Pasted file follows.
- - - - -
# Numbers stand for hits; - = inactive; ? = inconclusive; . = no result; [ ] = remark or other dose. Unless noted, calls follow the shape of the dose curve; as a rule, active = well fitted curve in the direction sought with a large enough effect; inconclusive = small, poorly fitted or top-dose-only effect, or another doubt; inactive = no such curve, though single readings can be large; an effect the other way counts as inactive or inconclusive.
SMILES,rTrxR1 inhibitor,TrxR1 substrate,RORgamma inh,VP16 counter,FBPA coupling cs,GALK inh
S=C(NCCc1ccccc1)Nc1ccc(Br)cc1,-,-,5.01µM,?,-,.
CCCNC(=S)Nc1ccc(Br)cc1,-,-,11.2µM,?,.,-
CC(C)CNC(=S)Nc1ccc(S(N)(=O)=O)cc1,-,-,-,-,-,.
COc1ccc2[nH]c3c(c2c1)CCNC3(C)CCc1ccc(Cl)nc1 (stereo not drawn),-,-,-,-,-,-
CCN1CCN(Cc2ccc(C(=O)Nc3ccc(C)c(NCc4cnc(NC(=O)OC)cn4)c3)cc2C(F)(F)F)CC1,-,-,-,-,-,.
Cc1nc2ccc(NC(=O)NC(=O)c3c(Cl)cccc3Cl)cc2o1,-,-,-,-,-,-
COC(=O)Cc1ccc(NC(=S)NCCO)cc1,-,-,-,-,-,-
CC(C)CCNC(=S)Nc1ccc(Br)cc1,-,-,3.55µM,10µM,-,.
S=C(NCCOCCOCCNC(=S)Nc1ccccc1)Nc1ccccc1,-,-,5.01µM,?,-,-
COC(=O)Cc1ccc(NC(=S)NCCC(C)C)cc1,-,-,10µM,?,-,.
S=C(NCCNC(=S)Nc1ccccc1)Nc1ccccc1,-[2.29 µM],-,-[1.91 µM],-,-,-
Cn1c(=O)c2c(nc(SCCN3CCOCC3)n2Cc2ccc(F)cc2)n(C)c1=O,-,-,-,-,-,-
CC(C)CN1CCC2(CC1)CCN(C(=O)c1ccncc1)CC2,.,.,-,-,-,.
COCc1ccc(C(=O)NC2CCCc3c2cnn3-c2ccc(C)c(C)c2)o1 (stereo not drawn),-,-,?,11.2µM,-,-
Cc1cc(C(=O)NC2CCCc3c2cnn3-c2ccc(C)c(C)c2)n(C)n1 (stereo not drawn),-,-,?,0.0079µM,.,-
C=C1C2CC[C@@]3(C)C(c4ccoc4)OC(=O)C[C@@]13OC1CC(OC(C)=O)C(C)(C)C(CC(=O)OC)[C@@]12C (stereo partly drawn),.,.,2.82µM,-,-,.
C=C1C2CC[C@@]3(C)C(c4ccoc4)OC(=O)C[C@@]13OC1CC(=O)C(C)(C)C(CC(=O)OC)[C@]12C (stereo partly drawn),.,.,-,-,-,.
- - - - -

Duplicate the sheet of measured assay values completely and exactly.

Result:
# Numbers stand for hits; - = inactive; ? = inconclusive; . = no result; [ ] = remark or other dose. Unless noted, calls follow the shape of the dose curve; as a rule, active = well fitted curve in the direction sought with a large enough effect; inconclusive = small, poorly fitted or top-dose-only effect, or another doubt; inactive = no such curve, though single readings can be large; an effect the other way counts as inactive or inconclusive.
SMILES,rTrxR1 inhibitor,TrxR1 substrate,RORgamma inh,VP16 counter,FBPA coupling cs,GALK inh
S=C(NCCc1ccccc1)Nc1ccc(Br)cc1,-,-,5.01µM,?,-,.
CCCNC(=S)Nc1ccc(Br)cc1,-,-,11.2µM,?,.,-
CC(C)CNC(=S)Nc1ccc(S(N)(=O)=O)cc1,-,-,-,-,-,.
COc1ccc2[nH]c3c(c2c1)CCNC3(C)CCc1ccc(Cl)nc1 (stereo not drawn),-,-,-,-,-,-
CCN1CCN(Cc2ccc(C(=O)Nc3ccc(C)c(NCc4cnc(NC(=O)OC)cn4)c3)cc2C(F)(F)F)CC1,-,-,-,-,-,.
Cc1nc2ccc(NC(=O)NC(=O)c3c(Cl)cccc3Cl)cc2o1,-,-,-,-,-,-
COC(=O)Cc1ccc(NC(=S)NCCO)cc1,-,-,-,-,-,-
CC(C)CCNC(=S)Nc1ccc(Br)cc1,-,-,3.55µM,10µM,-,.
S=C(NCCOCCOCCNC(=S)Nc1ccccc1)Nc1ccccc1,-,-,5.01µM,?,-,-
COC(=O)Cc1ccc(NC(=S)NCCC(C)C)cc1,-,-,10µM,?,-,.
S=C(NCCNC(=S)Nc1ccccc1)Nc1ccccc1,-[2.29 µM],-,-[1.91 µM],-,-,-
Cn1c(=O)c2c(nc(SCCN3CCOCC3)n2Cc2ccc(F)cc2)n(C)c1=O,-,-,-,-,-,-
CC(C)CN1CCC2(CC1)CCN(C(=O)c1ccncc1)CC2,.,.,-,-,-,.
COCc1ccc(C(=O)NC2CCCc3c2cnn3-c2ccc(C)c(C)c2)o1 (stereo not drawn),-,-,?,11.2µM,-,-
Cc1cc(C(=O)NC2CCCc3c2cnn3-c2ccc(C)c(C)c2)n(C)n1 (stereo not drawn),-,-,?,0.0079µM,.,-
C=C1C2CC[C@@]3(C)C(c4ccoc4)OC(=O)C[C@@]13OC1CC(OC(C)=O)C(C)(C)C(CC(=O)OC)[C@@]12C (stereo partly drawn),.,.,2.82µM,-,-,.
C=C1C2CC[C@@]3(C)C(c4ccoc4)OC(=O)C[C@@]13OC1CC(=O)C(C)(C)C(CC(=O)OC)[C@]12C (stereo partly drawn),.,.,-,-,-,.